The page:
• Medoruma Shun (abbreviated translation)
    http://blog.goo.ne.jp/awamori777/e/08425113c4bae4bd08c5dd29601b4eaf
    "Someone in the program was suggesting a national referendum on Japan-US Security Treaty should be held. That suggestion made me wonder whether he was ready to accept a US military base in his own backyard. Even if we have such a referendum, it is obvious that most people will vote with the assumption that they will "benefiit" from the alliance by imposing the base burden on Okinawa, and other places like Sasebo, Yokosuka, Iwakuni, Atsugi, Yokota, and Misawa. Some people mentioned "easing of Okinawa's burden," but that phrase itself assumes that the burden had to be born by Okinawa. The program did not discuss at all what can be done to reduce the burden of Okinawa or to deal with the current Futenma problem. I suspect there was a prior agreement with NHK and the participants not to go deep into these issues. How can we talk about the Japan-US alliance without talking at all about the biggest problem we are facing right now? Yamato Japanese first need to face squarely their own discrimination and violence against Okinawans, and the political delusions that led to the concentration of base burdens in Okinawa."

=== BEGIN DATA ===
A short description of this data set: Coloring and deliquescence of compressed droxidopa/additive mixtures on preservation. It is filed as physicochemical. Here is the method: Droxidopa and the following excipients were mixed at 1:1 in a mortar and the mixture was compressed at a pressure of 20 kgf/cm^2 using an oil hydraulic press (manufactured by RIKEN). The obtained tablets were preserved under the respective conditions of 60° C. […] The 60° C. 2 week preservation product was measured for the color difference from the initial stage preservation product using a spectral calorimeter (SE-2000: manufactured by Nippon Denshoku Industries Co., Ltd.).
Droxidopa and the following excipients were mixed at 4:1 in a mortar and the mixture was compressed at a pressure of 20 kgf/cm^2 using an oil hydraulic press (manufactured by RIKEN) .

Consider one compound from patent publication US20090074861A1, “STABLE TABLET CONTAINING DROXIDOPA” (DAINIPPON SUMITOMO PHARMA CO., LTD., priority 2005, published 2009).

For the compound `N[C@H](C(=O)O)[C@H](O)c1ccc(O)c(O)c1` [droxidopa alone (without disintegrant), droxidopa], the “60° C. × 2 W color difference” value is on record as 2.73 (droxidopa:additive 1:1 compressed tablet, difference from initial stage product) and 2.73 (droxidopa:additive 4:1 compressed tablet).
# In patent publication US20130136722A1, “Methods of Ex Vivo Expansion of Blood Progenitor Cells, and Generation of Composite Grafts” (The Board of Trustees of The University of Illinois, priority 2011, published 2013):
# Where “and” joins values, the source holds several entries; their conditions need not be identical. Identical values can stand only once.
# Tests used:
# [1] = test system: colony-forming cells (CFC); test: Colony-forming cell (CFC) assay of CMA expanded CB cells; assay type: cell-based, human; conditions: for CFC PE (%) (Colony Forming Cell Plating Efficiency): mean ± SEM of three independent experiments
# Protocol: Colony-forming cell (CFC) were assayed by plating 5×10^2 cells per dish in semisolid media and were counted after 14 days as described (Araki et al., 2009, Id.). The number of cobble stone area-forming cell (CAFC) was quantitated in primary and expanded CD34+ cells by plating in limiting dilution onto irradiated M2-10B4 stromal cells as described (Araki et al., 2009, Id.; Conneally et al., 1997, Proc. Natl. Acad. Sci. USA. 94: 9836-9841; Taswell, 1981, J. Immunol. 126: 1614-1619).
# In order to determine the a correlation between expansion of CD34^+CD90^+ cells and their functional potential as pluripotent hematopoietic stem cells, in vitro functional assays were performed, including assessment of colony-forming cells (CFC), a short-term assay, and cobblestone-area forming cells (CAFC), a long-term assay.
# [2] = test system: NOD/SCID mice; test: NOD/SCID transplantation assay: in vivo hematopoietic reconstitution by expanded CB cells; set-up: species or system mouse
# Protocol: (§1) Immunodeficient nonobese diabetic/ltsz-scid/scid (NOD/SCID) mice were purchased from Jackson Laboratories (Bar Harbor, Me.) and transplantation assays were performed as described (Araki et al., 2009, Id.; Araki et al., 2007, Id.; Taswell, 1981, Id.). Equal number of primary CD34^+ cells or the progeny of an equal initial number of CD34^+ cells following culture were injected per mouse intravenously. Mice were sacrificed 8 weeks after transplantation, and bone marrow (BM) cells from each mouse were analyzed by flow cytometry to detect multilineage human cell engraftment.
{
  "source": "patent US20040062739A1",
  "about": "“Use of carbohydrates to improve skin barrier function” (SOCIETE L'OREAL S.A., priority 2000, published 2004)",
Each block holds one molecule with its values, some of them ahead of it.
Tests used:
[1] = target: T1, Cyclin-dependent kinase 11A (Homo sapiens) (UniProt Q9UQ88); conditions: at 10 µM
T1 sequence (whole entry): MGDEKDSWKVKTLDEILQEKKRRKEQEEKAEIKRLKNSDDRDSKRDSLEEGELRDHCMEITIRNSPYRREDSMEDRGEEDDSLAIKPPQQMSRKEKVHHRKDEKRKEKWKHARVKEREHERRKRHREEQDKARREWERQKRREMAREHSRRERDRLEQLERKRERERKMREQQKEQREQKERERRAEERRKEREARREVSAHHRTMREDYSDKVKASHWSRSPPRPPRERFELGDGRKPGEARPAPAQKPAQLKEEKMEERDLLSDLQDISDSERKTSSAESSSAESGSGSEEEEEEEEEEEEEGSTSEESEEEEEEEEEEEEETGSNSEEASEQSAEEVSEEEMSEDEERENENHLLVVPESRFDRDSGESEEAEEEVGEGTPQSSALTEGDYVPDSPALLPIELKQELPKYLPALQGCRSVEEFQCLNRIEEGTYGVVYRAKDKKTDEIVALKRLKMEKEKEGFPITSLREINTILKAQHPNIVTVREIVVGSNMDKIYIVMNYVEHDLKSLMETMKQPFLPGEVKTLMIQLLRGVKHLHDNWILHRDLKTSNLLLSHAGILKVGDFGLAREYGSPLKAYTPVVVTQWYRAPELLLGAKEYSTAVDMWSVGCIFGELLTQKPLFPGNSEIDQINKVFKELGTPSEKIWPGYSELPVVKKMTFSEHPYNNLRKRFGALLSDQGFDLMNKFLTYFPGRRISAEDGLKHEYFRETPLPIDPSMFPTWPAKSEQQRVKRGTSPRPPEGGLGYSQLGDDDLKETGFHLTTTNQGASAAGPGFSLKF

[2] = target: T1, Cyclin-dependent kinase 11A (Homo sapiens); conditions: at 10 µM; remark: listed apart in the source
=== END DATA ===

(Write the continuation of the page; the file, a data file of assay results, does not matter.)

• Kim's additional comment on my response: